On Monday, President Donald Trump addressed the nation following two mass shootings in less than 24 hours, declaring that hatred has no place in America. He also promised the swift application of the federal death penalty, even as more states are backing away from the practice.
At least one of the shooters appears to have been inspired by the president's rhetoric about Mexicans and the Wall.
Writing in the Washington Post Monday, conservative columnist Jennifer Rubin decried the absurdity of Trump preaching against hate. Rubin counted off just a few of the instances in which the president has inspired hate.
"After stoking white nationalism, accusing a federal judge of being unfair because of his Mexican heritage, declaring there were some “very fine” people marching with neo-Nazis in Charlottesville, demonizing refugees as an “invasion” and “infestation,” instigating a policy to rip migrant children from their parents’ arms, telling four nonwhite members of Congress to “go back” where they came from and cheering the burglary at the home of Rep. Elijah Cummings (D-Md.) — whose city he claimed was “rodent and rat-infested” — President Trump finally appeared before the public Monday morning to say, 'In one voice, our nation must condemn racism, bigotry and white supremacy. ... Hate has no place in America.'” Rubin writes.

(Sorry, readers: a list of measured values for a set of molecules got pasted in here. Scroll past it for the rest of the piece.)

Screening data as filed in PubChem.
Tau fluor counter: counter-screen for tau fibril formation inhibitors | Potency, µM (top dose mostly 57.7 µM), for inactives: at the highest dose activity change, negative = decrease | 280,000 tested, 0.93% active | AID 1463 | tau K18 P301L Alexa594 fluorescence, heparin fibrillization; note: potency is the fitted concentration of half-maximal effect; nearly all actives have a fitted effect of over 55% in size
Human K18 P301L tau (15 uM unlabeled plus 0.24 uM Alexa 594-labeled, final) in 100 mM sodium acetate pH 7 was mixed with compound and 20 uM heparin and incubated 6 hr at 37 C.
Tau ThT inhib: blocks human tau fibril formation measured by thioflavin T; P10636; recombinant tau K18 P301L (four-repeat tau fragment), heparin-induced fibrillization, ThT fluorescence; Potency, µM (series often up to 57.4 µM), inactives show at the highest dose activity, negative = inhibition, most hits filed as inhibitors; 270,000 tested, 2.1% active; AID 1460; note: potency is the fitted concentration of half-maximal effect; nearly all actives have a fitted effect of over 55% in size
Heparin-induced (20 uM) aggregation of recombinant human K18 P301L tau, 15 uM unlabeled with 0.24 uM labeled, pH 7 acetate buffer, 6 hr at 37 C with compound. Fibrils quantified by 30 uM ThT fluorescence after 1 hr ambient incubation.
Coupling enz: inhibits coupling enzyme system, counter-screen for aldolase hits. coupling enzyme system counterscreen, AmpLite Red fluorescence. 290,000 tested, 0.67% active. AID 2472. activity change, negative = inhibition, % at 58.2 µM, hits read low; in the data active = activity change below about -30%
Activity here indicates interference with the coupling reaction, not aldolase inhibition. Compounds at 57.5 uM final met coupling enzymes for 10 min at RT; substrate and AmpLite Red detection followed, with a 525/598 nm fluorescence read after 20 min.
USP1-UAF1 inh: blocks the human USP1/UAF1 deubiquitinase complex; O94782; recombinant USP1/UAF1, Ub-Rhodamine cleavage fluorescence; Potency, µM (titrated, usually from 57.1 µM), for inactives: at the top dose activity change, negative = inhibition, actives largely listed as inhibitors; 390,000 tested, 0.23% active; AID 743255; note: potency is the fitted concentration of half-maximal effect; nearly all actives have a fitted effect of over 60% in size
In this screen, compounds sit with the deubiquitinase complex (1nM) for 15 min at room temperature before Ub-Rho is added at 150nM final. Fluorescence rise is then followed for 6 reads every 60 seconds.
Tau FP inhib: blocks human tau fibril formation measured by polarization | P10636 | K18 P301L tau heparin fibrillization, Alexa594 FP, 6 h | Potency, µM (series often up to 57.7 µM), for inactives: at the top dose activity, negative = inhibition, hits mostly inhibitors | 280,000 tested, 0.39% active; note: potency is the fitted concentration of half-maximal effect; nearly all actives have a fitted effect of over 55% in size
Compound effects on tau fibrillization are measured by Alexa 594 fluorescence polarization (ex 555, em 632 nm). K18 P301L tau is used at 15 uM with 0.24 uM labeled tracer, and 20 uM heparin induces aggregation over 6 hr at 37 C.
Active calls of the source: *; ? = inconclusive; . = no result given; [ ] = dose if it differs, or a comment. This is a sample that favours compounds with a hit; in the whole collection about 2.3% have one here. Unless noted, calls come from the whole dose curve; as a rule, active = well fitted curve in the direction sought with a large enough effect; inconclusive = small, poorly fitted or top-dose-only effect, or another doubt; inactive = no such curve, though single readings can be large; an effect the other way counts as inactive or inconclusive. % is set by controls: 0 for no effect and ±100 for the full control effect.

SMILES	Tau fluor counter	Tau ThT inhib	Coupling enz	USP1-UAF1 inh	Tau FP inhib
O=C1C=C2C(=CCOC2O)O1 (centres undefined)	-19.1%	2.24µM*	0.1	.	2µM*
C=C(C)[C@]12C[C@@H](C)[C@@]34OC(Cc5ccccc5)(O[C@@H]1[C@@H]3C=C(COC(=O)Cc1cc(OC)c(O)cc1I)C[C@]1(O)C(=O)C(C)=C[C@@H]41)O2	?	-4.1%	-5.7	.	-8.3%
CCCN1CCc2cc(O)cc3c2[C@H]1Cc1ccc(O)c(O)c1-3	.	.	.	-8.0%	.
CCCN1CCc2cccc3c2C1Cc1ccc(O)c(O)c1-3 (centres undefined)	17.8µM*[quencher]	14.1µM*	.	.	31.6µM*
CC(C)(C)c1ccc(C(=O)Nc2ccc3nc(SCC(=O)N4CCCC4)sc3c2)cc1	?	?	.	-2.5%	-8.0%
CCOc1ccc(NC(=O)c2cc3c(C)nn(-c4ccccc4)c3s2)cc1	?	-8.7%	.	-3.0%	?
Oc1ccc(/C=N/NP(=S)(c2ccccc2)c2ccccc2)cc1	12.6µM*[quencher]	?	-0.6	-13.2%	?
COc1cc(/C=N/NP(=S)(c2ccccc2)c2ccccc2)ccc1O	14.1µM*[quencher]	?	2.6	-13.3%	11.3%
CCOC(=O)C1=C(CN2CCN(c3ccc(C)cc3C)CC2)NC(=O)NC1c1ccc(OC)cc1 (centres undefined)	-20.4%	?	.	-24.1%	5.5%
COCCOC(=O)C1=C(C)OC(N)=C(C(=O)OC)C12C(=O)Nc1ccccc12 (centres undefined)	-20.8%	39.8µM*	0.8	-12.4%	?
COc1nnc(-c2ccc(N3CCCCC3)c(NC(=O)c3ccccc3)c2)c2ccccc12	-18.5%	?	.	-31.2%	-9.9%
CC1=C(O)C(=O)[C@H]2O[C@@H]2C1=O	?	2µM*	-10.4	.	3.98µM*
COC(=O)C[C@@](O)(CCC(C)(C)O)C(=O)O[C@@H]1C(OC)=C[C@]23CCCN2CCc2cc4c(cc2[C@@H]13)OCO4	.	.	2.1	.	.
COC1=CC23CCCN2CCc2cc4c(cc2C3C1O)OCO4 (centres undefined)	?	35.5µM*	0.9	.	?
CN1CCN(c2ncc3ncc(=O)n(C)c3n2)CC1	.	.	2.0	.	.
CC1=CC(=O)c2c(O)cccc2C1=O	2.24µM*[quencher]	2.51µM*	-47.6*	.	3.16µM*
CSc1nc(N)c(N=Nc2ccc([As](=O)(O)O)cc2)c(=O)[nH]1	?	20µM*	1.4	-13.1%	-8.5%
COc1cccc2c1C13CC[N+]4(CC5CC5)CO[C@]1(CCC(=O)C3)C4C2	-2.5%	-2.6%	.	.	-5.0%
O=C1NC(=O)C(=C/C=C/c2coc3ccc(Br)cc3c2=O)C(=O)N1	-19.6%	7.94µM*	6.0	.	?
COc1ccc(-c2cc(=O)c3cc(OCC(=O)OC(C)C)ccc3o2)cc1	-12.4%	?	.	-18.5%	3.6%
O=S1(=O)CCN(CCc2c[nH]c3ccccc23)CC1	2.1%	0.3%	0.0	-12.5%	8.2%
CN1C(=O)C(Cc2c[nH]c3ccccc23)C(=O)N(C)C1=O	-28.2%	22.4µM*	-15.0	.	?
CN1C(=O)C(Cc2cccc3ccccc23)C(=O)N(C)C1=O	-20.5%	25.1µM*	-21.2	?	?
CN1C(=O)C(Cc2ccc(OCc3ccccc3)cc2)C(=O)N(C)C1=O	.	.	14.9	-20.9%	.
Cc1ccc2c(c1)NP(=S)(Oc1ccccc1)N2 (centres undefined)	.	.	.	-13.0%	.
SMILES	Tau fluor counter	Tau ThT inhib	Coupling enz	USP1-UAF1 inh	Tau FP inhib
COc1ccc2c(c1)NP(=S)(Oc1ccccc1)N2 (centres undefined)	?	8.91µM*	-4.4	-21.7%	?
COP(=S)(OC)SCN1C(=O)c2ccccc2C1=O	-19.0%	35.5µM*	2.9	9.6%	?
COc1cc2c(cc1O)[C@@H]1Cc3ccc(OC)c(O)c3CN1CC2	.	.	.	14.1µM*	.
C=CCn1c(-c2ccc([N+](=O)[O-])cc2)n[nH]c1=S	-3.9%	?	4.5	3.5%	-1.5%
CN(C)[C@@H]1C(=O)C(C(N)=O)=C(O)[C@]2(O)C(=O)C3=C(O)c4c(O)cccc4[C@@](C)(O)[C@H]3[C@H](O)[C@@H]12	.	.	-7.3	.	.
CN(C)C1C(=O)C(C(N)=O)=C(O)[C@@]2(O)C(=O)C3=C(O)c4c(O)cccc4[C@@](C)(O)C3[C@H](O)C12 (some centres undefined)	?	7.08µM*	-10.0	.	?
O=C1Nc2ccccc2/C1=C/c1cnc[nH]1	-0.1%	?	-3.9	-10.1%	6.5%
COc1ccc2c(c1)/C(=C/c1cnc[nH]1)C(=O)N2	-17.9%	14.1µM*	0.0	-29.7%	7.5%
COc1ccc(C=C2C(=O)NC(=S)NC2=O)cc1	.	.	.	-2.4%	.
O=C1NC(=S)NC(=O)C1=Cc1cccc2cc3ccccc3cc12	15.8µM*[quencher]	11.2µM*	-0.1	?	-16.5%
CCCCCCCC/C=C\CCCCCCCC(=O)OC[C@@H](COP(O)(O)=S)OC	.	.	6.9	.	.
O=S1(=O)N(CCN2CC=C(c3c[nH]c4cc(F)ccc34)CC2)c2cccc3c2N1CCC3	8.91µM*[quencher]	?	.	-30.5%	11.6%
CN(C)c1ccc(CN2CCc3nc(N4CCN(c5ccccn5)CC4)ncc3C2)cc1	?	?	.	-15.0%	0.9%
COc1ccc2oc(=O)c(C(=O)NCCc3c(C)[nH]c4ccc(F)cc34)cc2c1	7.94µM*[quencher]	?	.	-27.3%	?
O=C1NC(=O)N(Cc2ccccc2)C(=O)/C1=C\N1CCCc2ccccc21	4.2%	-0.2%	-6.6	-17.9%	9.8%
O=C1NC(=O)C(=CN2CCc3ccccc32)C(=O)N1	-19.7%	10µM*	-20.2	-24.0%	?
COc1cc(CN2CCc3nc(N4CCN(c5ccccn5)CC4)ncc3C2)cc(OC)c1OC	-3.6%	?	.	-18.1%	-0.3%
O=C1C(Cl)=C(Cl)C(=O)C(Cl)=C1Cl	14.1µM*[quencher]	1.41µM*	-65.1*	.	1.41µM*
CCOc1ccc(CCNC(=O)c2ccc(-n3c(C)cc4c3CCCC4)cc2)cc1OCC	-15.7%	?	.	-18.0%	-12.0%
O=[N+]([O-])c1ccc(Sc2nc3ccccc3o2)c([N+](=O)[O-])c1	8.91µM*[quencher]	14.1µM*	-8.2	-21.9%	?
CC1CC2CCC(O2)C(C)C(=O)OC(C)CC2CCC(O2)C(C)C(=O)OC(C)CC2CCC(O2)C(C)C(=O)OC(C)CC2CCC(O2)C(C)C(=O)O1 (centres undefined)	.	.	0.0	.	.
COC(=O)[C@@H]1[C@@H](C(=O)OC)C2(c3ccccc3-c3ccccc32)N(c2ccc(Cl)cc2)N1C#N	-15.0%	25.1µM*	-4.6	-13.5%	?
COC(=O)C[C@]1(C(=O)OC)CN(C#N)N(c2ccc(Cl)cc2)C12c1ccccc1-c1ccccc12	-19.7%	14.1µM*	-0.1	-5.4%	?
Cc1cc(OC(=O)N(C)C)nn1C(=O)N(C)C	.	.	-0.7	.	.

"It would be laughable if it were not so infuriating," Rubin says. He blamed a wide swath of issues, including social media, but refused to take responsibility for his own mistakes. "There was no sincere remorse for his own role in fanning racism. As a final insult and indication of abject insincerity, he ended with “and may God bless the people of Toledo.”
She outlines why Trump lacks the character to be a moral compass in hard times. "Trump is uniquely unsuited to the moment not only because he lacks empathy and decency," she writes. "If we as a country truly want to speak with one voice and condemn hate, we must collectively throw him out of office. He’s the largest, loudest megaphone for white nationalism and for anti-immigrant fervor. He’s an implacable opponent of serious gun safety legislation. He is not merely in the way. He is the problem."